[4] Paternotte and Roman Kuhar, “Disentangling”: 11-13.

[5] Andrea Peto, “Report from the Trenches: The Debate around Teaching Gender Studies In Hungary, 10 April 2017. Heinrich Böll Stiftung – Green Political Foundation, https://www.boell.de/en/2017/04/10/report-trenches-debate-around-teaching-gender-studies-hungary.

[6] Vic Parsons, “Powerful Film about Non-Binary Teen in Transphobic Hungary Is Heartbreaking for the Right Reasons,” PinkNews | Latest Lesbian, Gay, Bi and Trans News | LGBT+ News (blog), March 24, 2021, https://www.pinknews.co.uk/2021/03/24/colors-of-tobi-bfi-flare-alexa-bakony-hungary-transgender/.

                                                                  Bibliography:                         

Parsons, Vic. “Powerful Film about Non-Binary Teen in Transphobic Hungary Is Heartbreaking for the Right Reasons.” PinkNews | Latest Lesbian, Gay, Bi and Trans News | LGBT+ News (blog), March 24, 2021. https://www.pinknews.co.uk/2021/03/24/colors-of-tobi-bfi-flare-alexa-bakony-hungary-transgender/.

Paternotte, David and Roman Kuhar. “Disentangling and Locating the “Global Right”: Anti-Gender Campaigns in Europe.” Politics and Governance 6, no. 3 (2018): 6-19. doi:http://dx.doi.org/10.17645/pag.v6i3.1557. https://proxy.library.carleton.ca/login?qurl=https%3A%2F%2Fwww.proquest.com%2Fscholarly-journals%2Fdisentangling-locating-global-right-anti-gender%2Fdocview%2F2132729168%2Fse-2.

Peto, Andrea. “Report from the Trenches: The Debate around Teaching Gender Studies In Hungary, 10 April 2017. Heinrich Böll Stiftung – Green Political Foundation, https://www.boell.de/en/2017/04/10/report-trenches-debate-around-teaching-gender-studies-hungary.

Żuk, Piotr and Paweł Żuk ‘Murderers of the unborn’ and ‘sexual degenerates’: analysis of the ‘anti-gender’ discourse of the Catholic Church and the nationalist right in Poland.” Critical Discourse Studies, 17:5 (2020): 566-588, DOI: 10.1080/17405904.2019.1676808.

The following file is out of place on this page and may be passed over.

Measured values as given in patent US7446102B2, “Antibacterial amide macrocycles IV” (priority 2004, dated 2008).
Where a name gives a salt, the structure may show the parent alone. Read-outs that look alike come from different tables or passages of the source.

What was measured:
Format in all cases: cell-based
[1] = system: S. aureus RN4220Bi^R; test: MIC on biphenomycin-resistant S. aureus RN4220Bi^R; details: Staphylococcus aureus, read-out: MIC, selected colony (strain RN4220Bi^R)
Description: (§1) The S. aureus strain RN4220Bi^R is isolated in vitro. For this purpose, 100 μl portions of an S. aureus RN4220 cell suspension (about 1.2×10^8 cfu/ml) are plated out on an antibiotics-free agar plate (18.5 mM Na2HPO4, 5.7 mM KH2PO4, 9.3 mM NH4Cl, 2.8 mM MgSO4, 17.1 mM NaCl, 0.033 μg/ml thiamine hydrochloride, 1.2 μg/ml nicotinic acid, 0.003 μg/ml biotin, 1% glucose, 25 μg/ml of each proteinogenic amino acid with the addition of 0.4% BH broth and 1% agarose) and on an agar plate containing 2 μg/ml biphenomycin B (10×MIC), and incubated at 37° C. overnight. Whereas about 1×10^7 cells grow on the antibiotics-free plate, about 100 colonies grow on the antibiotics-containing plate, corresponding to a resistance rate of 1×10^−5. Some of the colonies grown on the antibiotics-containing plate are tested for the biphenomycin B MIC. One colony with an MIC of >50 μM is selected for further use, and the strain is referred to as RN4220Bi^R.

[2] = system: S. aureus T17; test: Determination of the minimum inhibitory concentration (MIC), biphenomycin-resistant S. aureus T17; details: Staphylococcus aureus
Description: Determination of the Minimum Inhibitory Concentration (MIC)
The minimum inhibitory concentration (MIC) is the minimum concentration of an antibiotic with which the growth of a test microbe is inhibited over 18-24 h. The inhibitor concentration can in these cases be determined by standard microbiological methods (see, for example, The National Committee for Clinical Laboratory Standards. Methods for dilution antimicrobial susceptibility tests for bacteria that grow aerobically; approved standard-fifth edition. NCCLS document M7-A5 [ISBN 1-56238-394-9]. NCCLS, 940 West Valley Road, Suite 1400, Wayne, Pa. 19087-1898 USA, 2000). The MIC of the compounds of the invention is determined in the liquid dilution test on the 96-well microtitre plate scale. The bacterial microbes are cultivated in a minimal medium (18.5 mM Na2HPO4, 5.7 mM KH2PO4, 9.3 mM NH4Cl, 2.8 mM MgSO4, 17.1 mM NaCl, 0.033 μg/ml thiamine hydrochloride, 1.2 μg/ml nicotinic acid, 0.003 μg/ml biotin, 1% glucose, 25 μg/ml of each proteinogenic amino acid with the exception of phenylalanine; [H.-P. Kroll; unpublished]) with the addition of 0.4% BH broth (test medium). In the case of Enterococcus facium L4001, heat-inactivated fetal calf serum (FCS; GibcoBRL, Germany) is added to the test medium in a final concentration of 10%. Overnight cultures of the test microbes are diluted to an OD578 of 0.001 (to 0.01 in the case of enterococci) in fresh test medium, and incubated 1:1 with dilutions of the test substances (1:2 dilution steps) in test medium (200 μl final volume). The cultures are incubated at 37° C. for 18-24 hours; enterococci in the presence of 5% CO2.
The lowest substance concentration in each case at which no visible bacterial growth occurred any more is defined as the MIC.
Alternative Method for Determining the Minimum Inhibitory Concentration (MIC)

4 Replies to “Anti-Gender Populism – Institutionalized Religion and the Far-Right”

  1. Your comment about the crackdown on the LGBTQ being a distraction is definitely relevant, and kind of an extension of my own idea. By emphasizing a “threat” that can supposedly cause great harm to the in-group, you are keeping your people focused on that threat. It goes back to the politics of fear mentioned in Paternotte and Kuhar.

    1. Thanks, you know what they say about great minds thinking alike. That was exactly the point I was trying to get at. Yes that reading was interesting and I’d argue the politics of fear is even more relevant nowadays than the the politics of hope/belief (I suspect Niccolo Machiavelli would rather enjoy the current world leaders use of realpolitik, his book The Prince remains relevant over 500 years later).

  2. Hi Wesley,

    In your discussion of Poland and the Catholic church, I think you bring up a good point that they have acted to push the Overton Window to the far right in the name of “compromise.” I touched on this a bit in mine but I will expand here. Polish and Catholic identity is synonymous with one another and the Catholic church played a vital role at the end of communism in Poland. This has given the church a sense of institutional power over the Polish legislature and the PiS government.

  3. Hi Declan,

    Thank you for the compliment. I agree, Catholicism has managed to achieve a level of influence in a country because of it’s stand against communism not seen since the secularization of european countries as a whole. I agree about the influence (as was common in Renaissance Europe, it’s not for the citizen’s best).